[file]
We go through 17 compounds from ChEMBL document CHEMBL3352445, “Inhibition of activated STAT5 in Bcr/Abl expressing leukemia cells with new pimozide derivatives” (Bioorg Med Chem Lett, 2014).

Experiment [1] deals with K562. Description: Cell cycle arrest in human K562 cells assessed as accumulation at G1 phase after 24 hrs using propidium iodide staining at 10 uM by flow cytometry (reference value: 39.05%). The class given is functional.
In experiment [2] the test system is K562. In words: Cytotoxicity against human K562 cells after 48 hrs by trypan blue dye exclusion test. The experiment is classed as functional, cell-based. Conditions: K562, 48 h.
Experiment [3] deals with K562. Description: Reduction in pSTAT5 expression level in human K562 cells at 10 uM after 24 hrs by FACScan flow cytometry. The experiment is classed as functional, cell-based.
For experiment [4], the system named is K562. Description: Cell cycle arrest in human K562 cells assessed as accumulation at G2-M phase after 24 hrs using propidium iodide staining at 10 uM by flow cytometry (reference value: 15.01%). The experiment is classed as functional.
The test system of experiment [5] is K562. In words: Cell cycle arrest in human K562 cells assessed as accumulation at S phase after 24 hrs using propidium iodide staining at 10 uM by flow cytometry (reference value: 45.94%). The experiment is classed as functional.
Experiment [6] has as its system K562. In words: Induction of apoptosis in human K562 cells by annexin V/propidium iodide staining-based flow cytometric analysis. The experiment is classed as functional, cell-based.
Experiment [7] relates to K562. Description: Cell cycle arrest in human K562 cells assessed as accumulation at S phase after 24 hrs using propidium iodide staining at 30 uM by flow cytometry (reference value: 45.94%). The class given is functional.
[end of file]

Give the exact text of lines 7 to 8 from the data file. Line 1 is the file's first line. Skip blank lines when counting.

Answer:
Experiment [6] has as its system K562. In words: Induction of apoptosis in human K562 cells by annexin V/propidium iodide staining-based flow cytometric analysis. The experiment is classed as functional, cell-based.
Experiment [7] relates to K562. Description: Cell cycle arrest in human K562 cells assessed as accumulation at S phase after 24 hrs using propidium iodide staining at 30 uM by flow cytometry (reference value: 45.94%). The class given is functional.